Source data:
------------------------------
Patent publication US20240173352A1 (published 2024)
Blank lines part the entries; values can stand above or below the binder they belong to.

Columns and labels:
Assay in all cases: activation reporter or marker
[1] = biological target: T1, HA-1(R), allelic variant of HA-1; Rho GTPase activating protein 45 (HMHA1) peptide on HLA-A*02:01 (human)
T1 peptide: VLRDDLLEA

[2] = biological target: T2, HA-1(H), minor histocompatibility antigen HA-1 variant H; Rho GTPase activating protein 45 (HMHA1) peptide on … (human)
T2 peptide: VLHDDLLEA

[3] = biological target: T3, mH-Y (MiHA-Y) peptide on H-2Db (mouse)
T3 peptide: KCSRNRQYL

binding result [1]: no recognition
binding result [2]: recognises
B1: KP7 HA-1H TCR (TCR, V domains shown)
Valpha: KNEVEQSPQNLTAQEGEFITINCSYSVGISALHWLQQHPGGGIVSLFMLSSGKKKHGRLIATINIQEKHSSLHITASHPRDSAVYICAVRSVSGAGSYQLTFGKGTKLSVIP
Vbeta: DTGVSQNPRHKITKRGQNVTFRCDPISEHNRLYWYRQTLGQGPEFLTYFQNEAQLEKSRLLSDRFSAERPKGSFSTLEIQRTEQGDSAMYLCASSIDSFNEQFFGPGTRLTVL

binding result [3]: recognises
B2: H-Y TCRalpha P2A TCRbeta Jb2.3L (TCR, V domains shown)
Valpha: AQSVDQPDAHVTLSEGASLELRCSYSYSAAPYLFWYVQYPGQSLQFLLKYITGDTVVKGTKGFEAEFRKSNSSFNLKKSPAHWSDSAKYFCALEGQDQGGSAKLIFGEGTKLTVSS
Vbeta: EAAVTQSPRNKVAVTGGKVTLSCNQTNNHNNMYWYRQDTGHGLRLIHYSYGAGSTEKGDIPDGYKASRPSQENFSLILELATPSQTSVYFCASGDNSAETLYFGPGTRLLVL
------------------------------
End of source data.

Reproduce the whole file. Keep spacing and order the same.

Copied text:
Patent publication US20240173352A1 (published 2024)
Blank lines part the entries; values can stand above or below the binder they belong to.

Columns and labels:
Assay in all cases: activation reporter or marker
[1] = biological target: T1, HA-1(R), allelic variant of HA-1; Rho GTPase activating protein 45 (HMHA1) peptide on HLA-A*02:01 (human)
T1 peptide: VLRDDLLEA

[2] = biological target: T2, HA-1(H), minor histocompatibility antigen HA-1 variant H; Rho GTPase activating protein 45 (HMHA1) peptide on … (human)
T2 peptide: VLHDDLLEA

[3] = biological target: T3, mH-Y (MiHA-Y) peptide on H-2Db (mouse)
T3 peptide: KCSRNRQYL

binding result [1]: no recognition
binding result [2]: recognises
B1: KP7 HA-1H TCR (TCR, V domains shown)
Valpha: KNEVEQSPQNLTAQEGEFITINCSYSVGISALHWLQQHPGGGIVSLFMLSSGKKKHGRLIATINIQEKHSSLHITASHPRDSAVYICAVRSVSGAGSYQLTFGKGTKLSVIP
Vbeta: DTGVSQNPRHKITKRGQNVTFRCDPISEHNRLYWYRQTLGQGPEFLTYFQNEAQLEKSRLLSDRFSAERPKGSFSTLEIQRTEQGDSAMYLCASSIDSFNEQFFGPGTRLTVL

binding result [3]: recognises
B2: H-Y TCRalpha P2A TCRbeta Jb2.3L (TCR, V domains shown)
Valpha: AQSVDQPDAHVTLSEGASLELRCSYSYSAAPYLFWYVQYPGQSLQFLLKYITGDTVVKGTKGFEAEFRKSNSSFNLKKSPAHWSDSAKYFCALEGQDQGGSAKLIFGEGTKLTVSS
Vbeta: EAAVTQSPRNKVAVTGGKVTLSCNQTNNHNNMYWYRQDTGHGLRLIHYSYGAGSTEKGDIPDGYKASRPSQENFSLILELATPSQTSVYFCASGDNSAETLYFGPGTRLLVL